Research on the impact of lower interest rates on wealth and income

Release date
27/07/2021
Reference
AN2021/06
Author
Gulnara Nolan

About the research programme

The Reserve Bank is carrying out a wide range of research about the different ways changes in interest rates could affect the distribution of wealth and income in New Zealand. Each research paper is aimed at giving the bank (and other decision-makers) parts of the jigsaw puzzle, to help our understanding, rather than a complete picture all at once.

The first part of this ongoing research was a recent paper looking at the international evidence:

This paper showed there are winners and losers when interest rates are cut, but the international evidence is not clear that this always means the rich get richer and the poor are worse off.

Over coming months and years, the bank’s researchers will look at different aspects of how lower interest rates may affect different groups in New Zealand. For example, researchers are looking at the impact of monetary policy on New Zealanders’ incomes, and in future will look at the impact on housing wealth.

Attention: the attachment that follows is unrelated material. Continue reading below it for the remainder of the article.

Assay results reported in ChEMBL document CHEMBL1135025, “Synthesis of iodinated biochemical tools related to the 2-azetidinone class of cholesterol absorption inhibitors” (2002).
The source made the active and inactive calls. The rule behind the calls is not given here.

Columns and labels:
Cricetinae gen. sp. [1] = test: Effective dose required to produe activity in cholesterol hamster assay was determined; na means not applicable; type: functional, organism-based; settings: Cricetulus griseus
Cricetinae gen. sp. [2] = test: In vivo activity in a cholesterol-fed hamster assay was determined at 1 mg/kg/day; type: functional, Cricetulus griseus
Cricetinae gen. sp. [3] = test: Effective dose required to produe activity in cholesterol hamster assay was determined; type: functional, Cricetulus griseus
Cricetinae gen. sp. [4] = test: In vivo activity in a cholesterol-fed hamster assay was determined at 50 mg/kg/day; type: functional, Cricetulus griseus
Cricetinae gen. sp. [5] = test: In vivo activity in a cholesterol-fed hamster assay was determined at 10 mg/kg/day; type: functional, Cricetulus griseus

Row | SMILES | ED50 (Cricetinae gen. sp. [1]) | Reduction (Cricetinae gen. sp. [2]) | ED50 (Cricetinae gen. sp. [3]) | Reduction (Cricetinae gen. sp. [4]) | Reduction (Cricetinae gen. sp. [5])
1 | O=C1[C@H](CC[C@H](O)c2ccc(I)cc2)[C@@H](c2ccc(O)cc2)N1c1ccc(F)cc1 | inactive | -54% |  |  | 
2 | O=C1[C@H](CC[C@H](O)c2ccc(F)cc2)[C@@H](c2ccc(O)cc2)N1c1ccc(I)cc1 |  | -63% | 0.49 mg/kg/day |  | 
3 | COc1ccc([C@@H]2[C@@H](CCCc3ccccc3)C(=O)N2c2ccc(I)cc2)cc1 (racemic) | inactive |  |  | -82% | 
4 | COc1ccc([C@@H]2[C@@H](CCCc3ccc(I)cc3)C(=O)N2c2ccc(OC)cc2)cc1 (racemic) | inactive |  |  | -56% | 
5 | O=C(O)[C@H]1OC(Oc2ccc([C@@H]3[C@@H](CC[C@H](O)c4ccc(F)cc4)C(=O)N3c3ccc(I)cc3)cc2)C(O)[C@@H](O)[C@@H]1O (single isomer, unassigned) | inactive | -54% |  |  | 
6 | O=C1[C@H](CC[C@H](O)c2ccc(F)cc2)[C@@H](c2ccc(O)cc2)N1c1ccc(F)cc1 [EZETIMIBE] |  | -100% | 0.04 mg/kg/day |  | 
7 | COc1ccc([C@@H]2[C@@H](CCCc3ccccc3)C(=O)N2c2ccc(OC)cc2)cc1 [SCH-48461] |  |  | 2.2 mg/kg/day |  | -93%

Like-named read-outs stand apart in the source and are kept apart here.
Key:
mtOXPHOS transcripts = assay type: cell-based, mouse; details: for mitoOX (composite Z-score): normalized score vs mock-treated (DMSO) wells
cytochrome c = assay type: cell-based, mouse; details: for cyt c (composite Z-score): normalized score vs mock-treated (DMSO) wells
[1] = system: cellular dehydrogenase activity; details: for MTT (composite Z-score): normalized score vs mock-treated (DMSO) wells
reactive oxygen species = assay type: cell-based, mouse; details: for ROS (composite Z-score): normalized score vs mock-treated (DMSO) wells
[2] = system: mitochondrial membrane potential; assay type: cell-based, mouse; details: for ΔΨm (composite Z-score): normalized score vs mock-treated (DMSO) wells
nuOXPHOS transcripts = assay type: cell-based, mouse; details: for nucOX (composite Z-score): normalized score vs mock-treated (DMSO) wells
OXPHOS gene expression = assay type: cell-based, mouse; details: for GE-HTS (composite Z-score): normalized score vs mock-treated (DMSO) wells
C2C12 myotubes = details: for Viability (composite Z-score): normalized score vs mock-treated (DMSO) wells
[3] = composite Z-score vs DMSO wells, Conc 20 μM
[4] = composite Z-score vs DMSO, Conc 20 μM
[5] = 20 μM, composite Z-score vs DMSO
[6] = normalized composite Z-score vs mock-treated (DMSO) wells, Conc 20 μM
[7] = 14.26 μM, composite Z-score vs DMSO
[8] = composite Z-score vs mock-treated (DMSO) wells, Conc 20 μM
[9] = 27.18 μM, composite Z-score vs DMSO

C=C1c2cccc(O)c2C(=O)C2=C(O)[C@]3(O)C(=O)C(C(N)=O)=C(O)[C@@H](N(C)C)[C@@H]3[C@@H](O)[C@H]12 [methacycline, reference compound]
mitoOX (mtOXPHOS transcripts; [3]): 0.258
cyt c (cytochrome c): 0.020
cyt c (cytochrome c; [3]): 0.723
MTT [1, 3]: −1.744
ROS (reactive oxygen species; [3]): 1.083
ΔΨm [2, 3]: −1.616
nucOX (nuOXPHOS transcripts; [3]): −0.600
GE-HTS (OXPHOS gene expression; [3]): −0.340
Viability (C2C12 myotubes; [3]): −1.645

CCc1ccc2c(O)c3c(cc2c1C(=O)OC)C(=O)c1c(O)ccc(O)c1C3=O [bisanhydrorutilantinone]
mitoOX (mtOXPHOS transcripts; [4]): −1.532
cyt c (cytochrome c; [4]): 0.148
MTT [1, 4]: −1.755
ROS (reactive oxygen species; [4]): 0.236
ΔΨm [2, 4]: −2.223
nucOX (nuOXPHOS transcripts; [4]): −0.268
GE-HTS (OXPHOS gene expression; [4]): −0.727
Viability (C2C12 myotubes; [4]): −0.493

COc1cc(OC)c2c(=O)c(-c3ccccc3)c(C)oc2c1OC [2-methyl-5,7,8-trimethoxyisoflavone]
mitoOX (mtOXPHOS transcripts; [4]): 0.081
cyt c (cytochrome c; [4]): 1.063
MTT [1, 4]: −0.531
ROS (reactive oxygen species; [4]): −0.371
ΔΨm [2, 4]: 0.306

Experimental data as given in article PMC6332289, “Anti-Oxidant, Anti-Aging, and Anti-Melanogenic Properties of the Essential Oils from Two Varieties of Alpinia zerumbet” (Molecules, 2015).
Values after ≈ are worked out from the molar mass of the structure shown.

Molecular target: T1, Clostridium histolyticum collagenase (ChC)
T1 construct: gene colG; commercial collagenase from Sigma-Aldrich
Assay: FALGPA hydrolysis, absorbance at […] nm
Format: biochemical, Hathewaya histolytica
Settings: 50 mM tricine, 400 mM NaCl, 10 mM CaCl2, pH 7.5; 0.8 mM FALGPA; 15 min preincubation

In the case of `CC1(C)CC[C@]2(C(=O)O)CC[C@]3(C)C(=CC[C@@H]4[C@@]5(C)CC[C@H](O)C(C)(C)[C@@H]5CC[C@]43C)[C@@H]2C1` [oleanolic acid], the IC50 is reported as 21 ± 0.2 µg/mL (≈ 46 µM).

This research programme may or may not change our overall view of monetary policy- whether rates should be raised or cut and by how much. This distributional research is about the unintended consequences of monetary policy, not about the overall effectiveness of monetary policy in achieving our mandate.

The Reserve Bank’s overarching aim is to promote the prosperity and well-being of all New Zealanders. With monetary policy, our core focus is to support full employment and low and stable inflation.

Monetary policy remains an effective, but blunt, tool to achieve these goals. It is also important that we understand how changes in interest rates affect different groups, regions, and sectors in New Zealand. Understanding these distributional effects can help shine a light on areas where broader government policies might be able to help reduce the unintended consequences of monetary policy.

See our latest research paper: